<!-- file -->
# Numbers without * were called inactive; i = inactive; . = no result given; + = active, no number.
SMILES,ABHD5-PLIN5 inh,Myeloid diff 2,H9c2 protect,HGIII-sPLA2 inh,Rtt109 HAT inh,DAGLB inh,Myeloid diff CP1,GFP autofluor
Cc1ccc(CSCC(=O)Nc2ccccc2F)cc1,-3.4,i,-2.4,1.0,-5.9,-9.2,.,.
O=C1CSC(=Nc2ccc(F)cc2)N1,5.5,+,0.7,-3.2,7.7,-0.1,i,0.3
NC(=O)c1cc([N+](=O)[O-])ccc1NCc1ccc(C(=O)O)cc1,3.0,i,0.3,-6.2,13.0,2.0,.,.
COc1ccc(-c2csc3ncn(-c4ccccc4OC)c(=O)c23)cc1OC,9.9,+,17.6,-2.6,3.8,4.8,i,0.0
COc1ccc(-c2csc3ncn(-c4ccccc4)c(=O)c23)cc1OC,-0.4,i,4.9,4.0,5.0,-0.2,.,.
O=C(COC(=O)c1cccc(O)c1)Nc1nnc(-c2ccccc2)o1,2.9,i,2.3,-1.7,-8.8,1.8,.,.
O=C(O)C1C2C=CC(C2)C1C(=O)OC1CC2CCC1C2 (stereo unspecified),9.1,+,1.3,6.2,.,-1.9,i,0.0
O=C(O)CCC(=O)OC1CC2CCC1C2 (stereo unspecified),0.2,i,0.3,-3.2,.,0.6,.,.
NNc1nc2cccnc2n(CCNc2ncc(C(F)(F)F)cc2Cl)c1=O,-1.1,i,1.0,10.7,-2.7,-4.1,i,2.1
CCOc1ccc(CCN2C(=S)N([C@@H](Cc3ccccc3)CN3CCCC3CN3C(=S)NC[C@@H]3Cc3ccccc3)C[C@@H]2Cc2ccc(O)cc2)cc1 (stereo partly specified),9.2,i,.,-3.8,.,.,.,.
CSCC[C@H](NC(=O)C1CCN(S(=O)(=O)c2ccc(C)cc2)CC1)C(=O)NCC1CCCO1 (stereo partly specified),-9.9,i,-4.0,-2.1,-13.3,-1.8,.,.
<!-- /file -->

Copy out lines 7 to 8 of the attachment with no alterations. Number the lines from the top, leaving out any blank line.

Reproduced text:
COc1ccc(-c2csc3ncn(-c4ccccc4)c(=O)c23)cc1OC,-0.4,i,4.9,4.0,5.0,-0.2,.,.
O=C(COC(=O)c1cccc(O)c1)Nc1nnc(-c2ccccc2)o1,2.9,i,2.3,-1.7,-8.8,1.8,.,.